In conjunction with the monthly multidisciplinary clinic, Chasse Bailey-Dorton, MDruns the Integrative Medicine Consult Clinic to provide holistic cancer care services that address the physical, emotional and spiritual needs of patients

2. “Know your tumor indicatives” Tissue and tumor profiling: 

Dr. Salem’s team studies the unique characteristics of colorectal tumors in order to determine the best course of treatment. Molecular profiling of cancer tumors can also be used to help identify treatment options and clinical trial for patientsIn addition to profiling the cancer tumors, the team at LCI uses liquid biopsy technology to determine how the tumor changes over time and also to see if there are any remaining cancer cells in the blood following surgery.

3. “We all are in this together” Peer matching program:

The program helps colorectal cancer patients connect with other patients who share a similar cancer experience. “Giving patients opportunities to talk with peers and vent about challenges and coping strategies is very helpful, said Dr. Salem. But more importantly to learn from each other who to best navigate this hard journey. 

4. Outreach and screening initiative

The team uses outreach and screening to help prevent colorectal cancer. Prevention is much better than treatment,” explained Dr. Salem. “If we can detect it early with colonoscopy and sigmoidoscopy, we can treat it sooner and deliver a better outcome.” 

According to Dr. Salem, it’s important to increasawareness about symptoms, especially in patients under age 45. “You know your body better than anyone else,” he explained. “So, if you feel like there’s something wrong, get yourself checked.” Ask yourself: Am I losing weight? Have experienced changes in my bowel habits? Is there blood in my stool? “Unfortunately, there’s a lot of shame associated with the discussion of bathroom habits and rectal symptoms,” Dr. Salem said. “But feeling free to discuss these sensitive topics with your doctor could save your life.”

Program coordination

Within Levine Cancer Institute, the EMPOWER program’s nurse coordinator conducts assessments and helps arrange patient referrals to various specialists, including psychiatry, fertilitygenetics and rehabilitation. ThTridiuum screening system, which is in place across Levine Cancer Instituteidentifies and triggers referrals for nutrition, social work and chaplain support based on the software algorithms.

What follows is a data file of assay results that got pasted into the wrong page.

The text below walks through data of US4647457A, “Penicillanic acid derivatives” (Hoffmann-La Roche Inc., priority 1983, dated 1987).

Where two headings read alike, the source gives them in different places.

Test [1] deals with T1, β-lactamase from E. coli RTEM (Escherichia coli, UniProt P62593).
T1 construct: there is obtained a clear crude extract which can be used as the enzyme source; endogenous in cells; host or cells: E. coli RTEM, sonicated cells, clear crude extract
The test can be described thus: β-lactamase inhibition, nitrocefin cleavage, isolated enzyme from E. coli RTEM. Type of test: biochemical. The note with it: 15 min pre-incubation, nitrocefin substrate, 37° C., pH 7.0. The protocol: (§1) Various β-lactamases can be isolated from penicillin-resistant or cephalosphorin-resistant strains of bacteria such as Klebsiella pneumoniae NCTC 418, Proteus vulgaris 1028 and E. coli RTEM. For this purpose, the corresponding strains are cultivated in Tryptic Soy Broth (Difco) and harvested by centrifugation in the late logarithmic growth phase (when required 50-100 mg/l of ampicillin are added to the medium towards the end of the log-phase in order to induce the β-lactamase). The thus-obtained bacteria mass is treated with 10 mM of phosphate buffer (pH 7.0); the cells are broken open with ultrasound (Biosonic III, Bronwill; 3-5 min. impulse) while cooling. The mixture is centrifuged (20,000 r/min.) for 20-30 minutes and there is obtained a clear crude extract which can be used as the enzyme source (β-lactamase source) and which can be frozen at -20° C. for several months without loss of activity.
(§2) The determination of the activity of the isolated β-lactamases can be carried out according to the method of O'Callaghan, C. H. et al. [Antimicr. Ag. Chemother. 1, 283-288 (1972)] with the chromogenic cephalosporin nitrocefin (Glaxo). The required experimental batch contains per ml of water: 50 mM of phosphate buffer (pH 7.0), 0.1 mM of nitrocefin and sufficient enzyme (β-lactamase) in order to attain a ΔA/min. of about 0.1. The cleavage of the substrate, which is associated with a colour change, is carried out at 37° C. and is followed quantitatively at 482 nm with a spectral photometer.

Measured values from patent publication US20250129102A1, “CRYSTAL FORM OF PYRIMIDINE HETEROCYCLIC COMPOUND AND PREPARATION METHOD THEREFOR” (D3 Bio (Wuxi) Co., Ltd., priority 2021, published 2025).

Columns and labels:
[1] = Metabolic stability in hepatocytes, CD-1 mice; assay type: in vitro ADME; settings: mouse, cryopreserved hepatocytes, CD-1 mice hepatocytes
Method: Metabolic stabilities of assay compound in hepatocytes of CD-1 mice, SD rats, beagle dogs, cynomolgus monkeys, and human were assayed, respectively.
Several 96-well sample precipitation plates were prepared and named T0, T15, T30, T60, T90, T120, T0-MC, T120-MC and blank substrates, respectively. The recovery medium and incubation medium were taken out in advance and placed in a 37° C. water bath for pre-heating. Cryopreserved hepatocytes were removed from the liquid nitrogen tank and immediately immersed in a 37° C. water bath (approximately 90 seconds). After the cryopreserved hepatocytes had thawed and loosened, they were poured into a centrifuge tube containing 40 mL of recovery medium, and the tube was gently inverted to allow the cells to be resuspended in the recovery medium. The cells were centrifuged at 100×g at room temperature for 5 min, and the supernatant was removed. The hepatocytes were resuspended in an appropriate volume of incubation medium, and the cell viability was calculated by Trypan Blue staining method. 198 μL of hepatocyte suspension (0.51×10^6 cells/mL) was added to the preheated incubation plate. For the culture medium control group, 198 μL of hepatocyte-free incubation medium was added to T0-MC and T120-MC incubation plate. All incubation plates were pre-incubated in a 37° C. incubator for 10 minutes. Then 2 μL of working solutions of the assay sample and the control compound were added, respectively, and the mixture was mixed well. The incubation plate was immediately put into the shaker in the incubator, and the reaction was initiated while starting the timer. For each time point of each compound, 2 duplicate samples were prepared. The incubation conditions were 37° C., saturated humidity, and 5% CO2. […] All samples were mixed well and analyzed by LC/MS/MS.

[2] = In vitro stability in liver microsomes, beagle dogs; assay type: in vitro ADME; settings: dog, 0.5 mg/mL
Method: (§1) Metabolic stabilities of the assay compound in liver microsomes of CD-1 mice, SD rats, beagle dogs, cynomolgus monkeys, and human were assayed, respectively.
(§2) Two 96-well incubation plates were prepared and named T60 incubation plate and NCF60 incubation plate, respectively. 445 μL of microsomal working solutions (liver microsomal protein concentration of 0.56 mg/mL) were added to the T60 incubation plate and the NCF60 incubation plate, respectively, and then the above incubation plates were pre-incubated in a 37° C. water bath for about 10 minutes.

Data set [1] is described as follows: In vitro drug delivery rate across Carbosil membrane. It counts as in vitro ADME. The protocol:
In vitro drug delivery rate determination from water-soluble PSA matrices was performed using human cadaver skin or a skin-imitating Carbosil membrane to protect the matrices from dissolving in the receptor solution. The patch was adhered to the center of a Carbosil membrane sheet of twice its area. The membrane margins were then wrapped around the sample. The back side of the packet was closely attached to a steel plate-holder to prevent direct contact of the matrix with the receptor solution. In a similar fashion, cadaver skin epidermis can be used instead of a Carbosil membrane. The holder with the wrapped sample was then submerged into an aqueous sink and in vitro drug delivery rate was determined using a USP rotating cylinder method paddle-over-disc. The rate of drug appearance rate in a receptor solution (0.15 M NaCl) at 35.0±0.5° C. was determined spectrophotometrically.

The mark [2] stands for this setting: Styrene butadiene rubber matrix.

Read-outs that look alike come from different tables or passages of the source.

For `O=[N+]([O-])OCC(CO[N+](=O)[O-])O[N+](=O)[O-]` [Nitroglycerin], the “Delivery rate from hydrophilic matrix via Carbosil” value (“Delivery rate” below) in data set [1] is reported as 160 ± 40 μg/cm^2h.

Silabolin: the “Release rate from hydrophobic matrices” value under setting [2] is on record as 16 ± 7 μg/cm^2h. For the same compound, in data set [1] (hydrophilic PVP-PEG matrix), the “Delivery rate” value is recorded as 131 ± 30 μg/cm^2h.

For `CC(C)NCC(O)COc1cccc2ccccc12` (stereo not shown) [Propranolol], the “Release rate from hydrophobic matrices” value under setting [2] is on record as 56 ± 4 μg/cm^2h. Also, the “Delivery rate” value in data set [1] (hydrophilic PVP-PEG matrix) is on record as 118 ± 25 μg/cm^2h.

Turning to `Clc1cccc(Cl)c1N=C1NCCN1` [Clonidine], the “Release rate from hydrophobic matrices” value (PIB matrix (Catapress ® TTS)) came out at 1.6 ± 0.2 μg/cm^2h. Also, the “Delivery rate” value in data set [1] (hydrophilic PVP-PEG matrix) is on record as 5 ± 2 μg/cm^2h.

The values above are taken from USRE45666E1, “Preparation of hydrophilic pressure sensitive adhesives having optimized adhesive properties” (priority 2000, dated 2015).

Positive experiences and outcomes

In Dr. Salem’s experience, cancer care tends to be more effective when it’s based on group effort. “Providing a collaborative and comprehensive approach may improve patient experience and outcomes, he said.

For example, Michael was one of the first patients to join the EMPOWER program. “For the past year, I’ve been fortunate to have physical and emotional support from my family,” revealed Michael. “Going into the program, I was looking for pragmatic results. From a nutritional standpoint, I wanted to learn how I could eat better. From a physical standpoint, I wanted to know what activities I could do safelyI really wanted to learn how to get better and stay better.” 

As far as exercise, Michael has been taking it slow. “I’m outside for an hour playing catch with the kids, which helps fill my time,” he said. “My overall goal is to get in better shape than I was before my diagnosis, and I’m really motived to do so!”

According to Michael, the EMPOWER program provides invaluable information and access to a wide range of resourcesWhat I like most is that it’s not a one-size-fits-all program, and the physicians don’t pressure you to enroll,” he explained “They make sure you’re fully informed so you can take advantage of all the support resources Levine Cancer Institute has to offer.”

Future plans

In the future, Dr. Salem’s team plans to organize the following activities in support of the EMPOWER program:

  • Support group: The support group will have a social worker or a representative from the Department of Supportive Oncology lead and moderate the discussions, listening for areas where patients need extra support. 
  • Ask-Your-Doctor sessions: During these question-and-answer sessionspatients will be able to ask surgeons and other doctors questions using a virtual platform. For example, questions may be related to causes of symptoms, side effects of treatment or nutrition
  • Research projects: Upcoming research opportunities may include studying the microbiome and how it affects colorectal cancer.

Learn more

To learn more about supportive oncology services at Atrium Health, visit the Department of Supportive Oncology page or email